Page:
The Russian Army has turned up the volume to put some pressure on the Baltic countries Estonia, Latvia and Lithuania. Since this week a new attack / assault helicopter brigade is buzzing NATO’s eastern flank from Ostrov Airbase, about 20 miles (32 km) east of the border with Latvia.
The formerly run-down, reserve base has been gearing up ever since December 2013, when the 15th Army Aviation Brigade was officially formed at Ostrov. Since this week three helicopter squadrons operating tens of attack and assault/transport helicopters apparently make daily training flights, according to several reports we received.
One squadron operates the Mil Mi-28N Night Hunter, a second the Kamov Ka-52 Alligator. Both are splendid attack helicopters that you don’t want to face if your on the other side of the battlefield.
The third squadron operates the Mil Mi-26T heavy-lift choppers as well as Mil Mi-8MTV-5s, bringing a great supply line to any forward operating units. The Russian Western Military District earlier said it will bring Ostrov’s 15th AAB up to a total of five squadrons – not disclosing yet what the additional two units will fly for type of aircraft.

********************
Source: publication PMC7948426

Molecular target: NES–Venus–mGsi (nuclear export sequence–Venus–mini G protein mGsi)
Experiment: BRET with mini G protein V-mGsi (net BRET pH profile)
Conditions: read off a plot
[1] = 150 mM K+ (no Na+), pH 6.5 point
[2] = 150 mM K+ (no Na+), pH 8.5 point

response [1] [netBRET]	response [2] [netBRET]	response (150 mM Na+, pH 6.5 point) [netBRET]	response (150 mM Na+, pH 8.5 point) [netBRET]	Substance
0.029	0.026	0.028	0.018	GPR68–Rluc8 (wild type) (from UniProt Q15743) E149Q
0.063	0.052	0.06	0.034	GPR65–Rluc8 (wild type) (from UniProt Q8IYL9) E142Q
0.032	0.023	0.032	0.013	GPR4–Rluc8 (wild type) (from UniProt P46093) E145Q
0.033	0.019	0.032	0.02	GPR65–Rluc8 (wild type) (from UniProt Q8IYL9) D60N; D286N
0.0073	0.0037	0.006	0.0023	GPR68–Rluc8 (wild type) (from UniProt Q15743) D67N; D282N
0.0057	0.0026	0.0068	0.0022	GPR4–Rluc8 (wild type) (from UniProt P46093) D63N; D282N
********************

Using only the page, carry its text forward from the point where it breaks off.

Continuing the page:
The proximity of Ostrov to the rest of Europe brings the capitals of the Baltic states plus Finland – and there military facilities, within striking distance of large and in theory formidable attack helicopter force. Centrally and strategically located Riga – the capital of Latvia – can be reached in about an hour. No wonder the Baltic states have become a bit more nervous lately about the Russian pressure on their doorstep.
NATO’s secretary general pleaded as late as last week again for alliance’s member states to put more dough into their military, while non-NATO members Sweden and Finland are getting closer to tighter military cooperation between the two of them.
© 2014 AIRheads’ editor Marcel Burger
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